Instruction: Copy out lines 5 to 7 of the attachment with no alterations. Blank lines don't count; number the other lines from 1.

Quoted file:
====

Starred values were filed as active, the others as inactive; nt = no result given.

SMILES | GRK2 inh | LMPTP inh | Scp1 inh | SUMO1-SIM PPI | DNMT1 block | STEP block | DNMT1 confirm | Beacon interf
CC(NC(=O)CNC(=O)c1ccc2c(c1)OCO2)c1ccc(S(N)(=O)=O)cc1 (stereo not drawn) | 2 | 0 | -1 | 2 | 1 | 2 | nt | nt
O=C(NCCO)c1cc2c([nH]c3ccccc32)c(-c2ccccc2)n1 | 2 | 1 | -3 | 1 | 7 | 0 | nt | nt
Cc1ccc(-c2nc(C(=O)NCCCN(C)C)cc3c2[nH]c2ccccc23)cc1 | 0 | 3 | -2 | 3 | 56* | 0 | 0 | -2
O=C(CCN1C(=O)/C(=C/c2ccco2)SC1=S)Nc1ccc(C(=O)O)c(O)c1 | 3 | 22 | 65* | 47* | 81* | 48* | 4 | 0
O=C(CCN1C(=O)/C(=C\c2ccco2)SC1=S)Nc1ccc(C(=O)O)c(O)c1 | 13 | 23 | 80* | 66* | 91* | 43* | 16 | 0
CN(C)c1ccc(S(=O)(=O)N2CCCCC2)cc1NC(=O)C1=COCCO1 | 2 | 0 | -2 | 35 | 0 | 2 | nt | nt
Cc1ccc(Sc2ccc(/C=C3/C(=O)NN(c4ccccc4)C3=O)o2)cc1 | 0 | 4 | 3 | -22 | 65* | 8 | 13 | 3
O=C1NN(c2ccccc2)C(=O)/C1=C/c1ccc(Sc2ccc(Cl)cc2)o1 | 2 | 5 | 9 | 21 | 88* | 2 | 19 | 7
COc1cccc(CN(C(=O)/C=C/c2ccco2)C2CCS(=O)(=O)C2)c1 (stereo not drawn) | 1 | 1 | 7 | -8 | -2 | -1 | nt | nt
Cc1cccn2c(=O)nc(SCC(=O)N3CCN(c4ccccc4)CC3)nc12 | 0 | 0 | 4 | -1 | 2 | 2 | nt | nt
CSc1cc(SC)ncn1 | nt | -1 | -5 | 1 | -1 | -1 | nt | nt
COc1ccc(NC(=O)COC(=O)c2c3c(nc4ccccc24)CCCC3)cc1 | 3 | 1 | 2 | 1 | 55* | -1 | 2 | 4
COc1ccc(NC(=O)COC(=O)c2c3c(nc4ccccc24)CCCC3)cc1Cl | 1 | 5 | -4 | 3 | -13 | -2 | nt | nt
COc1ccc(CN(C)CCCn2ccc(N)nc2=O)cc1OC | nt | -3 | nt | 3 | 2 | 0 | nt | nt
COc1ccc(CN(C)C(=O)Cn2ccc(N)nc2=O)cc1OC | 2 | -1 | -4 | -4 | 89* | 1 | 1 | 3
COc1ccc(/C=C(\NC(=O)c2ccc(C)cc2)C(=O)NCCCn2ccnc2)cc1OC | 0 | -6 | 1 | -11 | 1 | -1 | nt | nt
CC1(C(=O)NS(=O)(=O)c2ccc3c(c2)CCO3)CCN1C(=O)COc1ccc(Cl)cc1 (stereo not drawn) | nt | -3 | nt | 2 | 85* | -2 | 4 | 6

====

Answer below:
Cc1ccc(-c2nc(C(=O)NCCCN(C)C)cc3c2[nH]c2ccccc23)cc1 | 0 | 3 | -2 | 3 | 56* | 0 | 0 | -2
O=C(CCN1C(=O)/C(=C/c2ccco2)SC1=S)Nc1ccc(C(=O)O)c(O)c1 | 3 | 22 | 65* | 47* | 81* | 48* | 4 | 0
O=C(CCN1C(=O)/C(=C\c2ccco2)SC1=S)Nc1ccc(C(=O)O)c(O)c1 | 13 | 23 | 80* | 66* | 91* | 43* | 16 | 0